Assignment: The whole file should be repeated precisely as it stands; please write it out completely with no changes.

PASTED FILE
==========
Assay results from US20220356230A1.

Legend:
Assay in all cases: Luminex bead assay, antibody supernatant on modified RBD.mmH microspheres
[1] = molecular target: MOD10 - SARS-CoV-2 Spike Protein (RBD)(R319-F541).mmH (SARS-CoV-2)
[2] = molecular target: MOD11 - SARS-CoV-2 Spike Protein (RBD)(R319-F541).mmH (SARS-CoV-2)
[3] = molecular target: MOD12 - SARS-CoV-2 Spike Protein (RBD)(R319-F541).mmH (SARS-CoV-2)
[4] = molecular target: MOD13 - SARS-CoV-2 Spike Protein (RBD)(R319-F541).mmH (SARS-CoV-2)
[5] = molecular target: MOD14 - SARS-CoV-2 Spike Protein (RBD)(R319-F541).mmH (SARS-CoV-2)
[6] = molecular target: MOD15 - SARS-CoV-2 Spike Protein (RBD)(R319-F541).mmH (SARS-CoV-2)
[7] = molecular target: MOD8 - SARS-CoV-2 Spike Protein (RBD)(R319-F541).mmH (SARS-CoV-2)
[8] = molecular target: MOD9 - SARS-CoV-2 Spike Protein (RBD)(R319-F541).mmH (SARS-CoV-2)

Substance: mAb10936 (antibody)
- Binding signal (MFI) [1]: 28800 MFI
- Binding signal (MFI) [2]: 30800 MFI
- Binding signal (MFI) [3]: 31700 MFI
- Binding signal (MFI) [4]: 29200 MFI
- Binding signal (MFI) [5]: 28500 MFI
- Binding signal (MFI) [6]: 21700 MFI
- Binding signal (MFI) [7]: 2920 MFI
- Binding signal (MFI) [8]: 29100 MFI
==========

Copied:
Assay results from US20220356230A1.

Legend:
Assay in all cases: Luminex bead assay, antibody supernatant on modified RBD.mmH microspheres
[1] = molecular target: MOD10 - SARS-CoV-2 Spike Protein (RBD)(R319-F541).mmH (SARS-CoV-2)
[2] = molecular target: MOD11 - SARS-CoV-2 Spike Protein (RBD)(R319-F541).mmH (SARS-CoV-2)
[3] = molecular target: MOD12 - SARS-CoV-2 Spike Protein (RBD)(R319-F541).mmH (SARS-CoV-2)
[4] = molecular target: MOD13 - SARS-CoV-2 Spike Protein (RBD)(R319-F541).mmH (SARS-CoV-2)
[5] = molecular target: MOD14 - SARS-CoV-2 Spike Protein (RBD)(R319-F541).mmH (SARS-CoV-2)
[6] = molecular target: MOD15 - SARS-CoV-2 Spike Protein (RBD)(R319-F541).mmH (SARS-CoV-2)
[7] = molecular target: MOD8 - SARS-CoV-2 Spike Protein (RBD)(R319-F541).mmH (SARS-CoV-2)
[8] = molecular target: MOD9 - SARS-CoV-2 Spike Protein (RBD)(R319-F541).mmH (SARS-CoV-2)

Substance: mAb10936 (antibody)
- Binding signal (MFI) [1]: 28800 MFI
- Binding signal (MFI) [2]: 30800 MFI
- Binding signal (MFI) [3]: 31700 MFI
- Binding signal (MFI) [4]: 29200 MFI
- Binding signal (MFI) [5]: 28500 MFI
- Binding signal (MFI) [6]: 21700 MFI
- Binding signal (MFI) [7]: 2920 MFI
- Binding signal (MFI) [8]: 29100 MFI